Richard Bader Jr.

GEORGETOWN — Amid recent controversy within the Georgetown Fire Department, Chief Richard Bader Jr. resigned Wednesday at the request of the fire board of trustees.

A news release sent Wednesday by Michael Moody, chairman of the Georgetown Township Fire Protection District of Floyd County, states that the board has “taken preliminary steps to change the direction of the fire department it oversees,” which includes asking for the resignation of Bader.

“The Board felt that a change in leadership of the fire department was necessary for the organization to move past recent controversy and focus on providing quality fire, rescue and emergency services,” Moody said, according to the release.

“...The Board is taking steps to minimize distractions that might get in the way of the fire department operating in a highly professional manner. We want the community to know that the Board takes its oversight role seriously and to feel confident that the high level of service they have grown accustomed to will continue in the future.”

Bader was hired as chief on July 1, 2009; prior to that he served as a captain and training officer for the district, which was formed in 2006 and became effective in 2007, board attorney Keith Pulliam confirmed in an email Thursday.

The resignation announcement comes a week after a letter was delivered to the board signed by 17 Georgetown firefighters who stated that they had “no confidence” in the chief and asked for the board to “strongly consider a new chief to lead the district.”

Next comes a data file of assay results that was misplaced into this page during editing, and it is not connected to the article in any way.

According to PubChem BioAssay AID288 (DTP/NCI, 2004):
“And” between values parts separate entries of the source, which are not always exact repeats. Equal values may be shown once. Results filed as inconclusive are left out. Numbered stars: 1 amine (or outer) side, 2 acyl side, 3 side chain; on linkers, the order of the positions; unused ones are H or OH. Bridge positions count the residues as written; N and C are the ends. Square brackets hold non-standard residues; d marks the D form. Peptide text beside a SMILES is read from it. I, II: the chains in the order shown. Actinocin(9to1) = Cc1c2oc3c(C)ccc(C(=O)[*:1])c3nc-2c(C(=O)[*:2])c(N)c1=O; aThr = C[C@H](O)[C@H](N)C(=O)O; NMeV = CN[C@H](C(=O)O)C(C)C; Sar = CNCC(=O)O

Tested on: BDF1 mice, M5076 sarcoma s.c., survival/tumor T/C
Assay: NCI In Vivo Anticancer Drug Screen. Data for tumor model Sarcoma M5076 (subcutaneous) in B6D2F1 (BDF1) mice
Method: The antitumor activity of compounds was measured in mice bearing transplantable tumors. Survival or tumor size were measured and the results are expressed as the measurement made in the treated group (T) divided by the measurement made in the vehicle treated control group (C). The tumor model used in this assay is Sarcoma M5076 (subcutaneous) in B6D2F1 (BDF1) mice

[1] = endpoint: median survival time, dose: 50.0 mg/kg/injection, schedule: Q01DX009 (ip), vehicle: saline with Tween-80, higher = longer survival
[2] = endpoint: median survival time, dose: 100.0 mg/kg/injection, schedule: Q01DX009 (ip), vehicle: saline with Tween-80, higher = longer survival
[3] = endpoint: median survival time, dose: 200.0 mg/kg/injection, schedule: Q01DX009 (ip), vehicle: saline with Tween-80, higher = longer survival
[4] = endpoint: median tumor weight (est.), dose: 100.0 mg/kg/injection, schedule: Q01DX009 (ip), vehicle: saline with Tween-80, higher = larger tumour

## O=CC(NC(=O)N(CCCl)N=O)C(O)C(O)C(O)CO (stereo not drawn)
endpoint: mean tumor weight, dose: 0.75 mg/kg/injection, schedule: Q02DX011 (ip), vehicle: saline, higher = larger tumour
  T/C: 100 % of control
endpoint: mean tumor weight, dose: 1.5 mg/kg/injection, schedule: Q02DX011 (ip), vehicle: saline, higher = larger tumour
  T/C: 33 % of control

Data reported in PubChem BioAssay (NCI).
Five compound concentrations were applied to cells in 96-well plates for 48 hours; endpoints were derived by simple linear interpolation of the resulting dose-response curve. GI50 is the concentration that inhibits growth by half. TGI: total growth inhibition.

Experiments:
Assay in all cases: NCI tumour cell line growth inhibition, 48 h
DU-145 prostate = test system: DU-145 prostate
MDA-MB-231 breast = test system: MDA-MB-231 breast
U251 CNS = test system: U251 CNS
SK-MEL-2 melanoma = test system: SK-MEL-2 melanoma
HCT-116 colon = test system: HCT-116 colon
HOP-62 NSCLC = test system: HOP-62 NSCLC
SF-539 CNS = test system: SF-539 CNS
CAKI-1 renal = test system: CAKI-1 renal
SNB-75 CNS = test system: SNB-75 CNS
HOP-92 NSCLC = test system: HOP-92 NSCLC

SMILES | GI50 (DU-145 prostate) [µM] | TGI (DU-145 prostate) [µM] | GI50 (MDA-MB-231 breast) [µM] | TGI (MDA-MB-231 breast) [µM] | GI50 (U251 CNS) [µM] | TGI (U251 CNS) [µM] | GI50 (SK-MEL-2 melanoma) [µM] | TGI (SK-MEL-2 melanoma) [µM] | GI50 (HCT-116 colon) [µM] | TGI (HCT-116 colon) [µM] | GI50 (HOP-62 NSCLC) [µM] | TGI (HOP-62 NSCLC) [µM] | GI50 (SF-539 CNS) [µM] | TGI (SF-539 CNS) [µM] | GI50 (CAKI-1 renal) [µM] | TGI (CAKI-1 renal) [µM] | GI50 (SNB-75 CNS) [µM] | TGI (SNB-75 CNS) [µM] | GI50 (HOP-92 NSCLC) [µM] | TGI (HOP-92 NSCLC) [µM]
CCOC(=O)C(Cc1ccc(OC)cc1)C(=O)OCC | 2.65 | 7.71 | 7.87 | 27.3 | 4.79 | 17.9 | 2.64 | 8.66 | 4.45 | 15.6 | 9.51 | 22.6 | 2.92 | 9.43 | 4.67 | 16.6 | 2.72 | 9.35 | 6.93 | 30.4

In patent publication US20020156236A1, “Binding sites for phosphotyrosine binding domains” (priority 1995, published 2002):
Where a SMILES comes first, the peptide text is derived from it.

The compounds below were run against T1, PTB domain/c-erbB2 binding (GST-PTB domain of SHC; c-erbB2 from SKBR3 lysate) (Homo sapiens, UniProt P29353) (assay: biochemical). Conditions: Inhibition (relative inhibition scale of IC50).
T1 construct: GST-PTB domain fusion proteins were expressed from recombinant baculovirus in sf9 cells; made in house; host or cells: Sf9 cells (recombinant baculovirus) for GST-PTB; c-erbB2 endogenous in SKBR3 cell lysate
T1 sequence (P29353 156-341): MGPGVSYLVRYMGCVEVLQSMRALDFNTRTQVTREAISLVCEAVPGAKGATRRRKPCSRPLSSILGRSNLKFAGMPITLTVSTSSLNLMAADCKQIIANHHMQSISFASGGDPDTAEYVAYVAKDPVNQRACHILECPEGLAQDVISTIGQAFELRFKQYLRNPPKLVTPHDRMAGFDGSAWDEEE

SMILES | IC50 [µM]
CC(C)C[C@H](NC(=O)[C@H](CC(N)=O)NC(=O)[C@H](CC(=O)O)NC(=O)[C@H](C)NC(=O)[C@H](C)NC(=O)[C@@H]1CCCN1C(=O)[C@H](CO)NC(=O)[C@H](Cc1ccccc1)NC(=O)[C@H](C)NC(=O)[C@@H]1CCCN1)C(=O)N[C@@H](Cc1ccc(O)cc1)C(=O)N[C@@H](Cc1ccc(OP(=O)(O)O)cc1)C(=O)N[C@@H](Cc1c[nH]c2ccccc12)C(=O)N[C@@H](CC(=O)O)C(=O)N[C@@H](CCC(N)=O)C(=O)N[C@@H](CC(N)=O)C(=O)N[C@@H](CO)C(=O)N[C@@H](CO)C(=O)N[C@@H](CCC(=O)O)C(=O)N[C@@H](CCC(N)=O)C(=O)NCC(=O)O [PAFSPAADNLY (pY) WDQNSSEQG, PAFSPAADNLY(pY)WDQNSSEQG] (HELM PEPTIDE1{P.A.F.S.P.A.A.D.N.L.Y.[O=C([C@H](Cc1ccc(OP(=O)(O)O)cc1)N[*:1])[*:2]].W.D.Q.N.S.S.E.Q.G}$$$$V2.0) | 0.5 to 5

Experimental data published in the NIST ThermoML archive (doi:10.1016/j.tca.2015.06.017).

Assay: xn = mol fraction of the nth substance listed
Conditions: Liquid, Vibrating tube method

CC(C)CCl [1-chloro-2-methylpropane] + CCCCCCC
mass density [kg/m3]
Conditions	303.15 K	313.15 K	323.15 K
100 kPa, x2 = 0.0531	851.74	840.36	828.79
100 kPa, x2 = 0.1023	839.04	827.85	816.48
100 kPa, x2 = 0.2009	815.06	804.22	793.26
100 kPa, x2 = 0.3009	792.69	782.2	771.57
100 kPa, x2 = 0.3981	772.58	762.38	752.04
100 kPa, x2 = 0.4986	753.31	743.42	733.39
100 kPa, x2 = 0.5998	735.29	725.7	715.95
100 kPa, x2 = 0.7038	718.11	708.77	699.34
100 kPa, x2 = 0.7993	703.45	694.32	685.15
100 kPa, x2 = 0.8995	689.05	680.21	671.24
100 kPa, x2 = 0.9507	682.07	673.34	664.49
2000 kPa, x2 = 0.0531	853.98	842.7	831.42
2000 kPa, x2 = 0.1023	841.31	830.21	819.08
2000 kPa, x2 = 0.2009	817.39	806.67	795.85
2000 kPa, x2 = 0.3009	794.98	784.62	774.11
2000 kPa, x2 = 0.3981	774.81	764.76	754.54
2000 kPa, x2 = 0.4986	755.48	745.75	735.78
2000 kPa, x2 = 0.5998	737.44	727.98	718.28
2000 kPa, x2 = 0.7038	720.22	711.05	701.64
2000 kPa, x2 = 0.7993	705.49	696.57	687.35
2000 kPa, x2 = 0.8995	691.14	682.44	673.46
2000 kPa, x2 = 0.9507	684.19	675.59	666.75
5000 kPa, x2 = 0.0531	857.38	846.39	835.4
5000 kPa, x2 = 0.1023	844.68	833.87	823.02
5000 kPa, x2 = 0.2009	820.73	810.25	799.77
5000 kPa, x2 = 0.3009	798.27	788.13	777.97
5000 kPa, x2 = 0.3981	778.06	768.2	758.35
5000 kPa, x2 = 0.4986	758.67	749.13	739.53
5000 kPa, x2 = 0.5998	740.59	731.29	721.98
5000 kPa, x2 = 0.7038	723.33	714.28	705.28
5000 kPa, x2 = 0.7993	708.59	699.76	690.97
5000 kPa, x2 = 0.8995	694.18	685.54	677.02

The firefighters stated in the letter that the chief had created a “hostile work environment for years that produces poor morale, lack of trust and a staff that is not empowered or valued by management,” and that Bader had engaged in mental and physical intimidation and physical violence.

The letter was precipitated in part by a police report filed Dec. 2 by a firefighter who said Bader had grabbed him by the arm and pulled him into an office during a disagreement about a pending disciplinary matter, and then bumped him. The report shows Bader admitted to grabbing the firefighter by the arm but not bumping him; no criminal charges were ultimately filed in the case.

That firefighter was previously suspended pending a board hearing on a potential termination, an action which had been brought by Bader. Pulliam confirmed that the firefighter has since been reinstated and no disciplinary hearing will be necessary.

A message sent to Bader on social media seeking comment was not immediately returned by press time.

The board is now actively working on a transition plan, which includes current Georgetown Fire Deputy Chief Jim Mayfield and other staff. A hiring committee will begin searching for qualified candidates to fill the role left in the chief’s departure.

Aprile Rickert is the crime and courts reporter at the News and Tribune. Contact her via email at or by phone at 812-206-2115. Follow her on Twitter: @Aperoll27.

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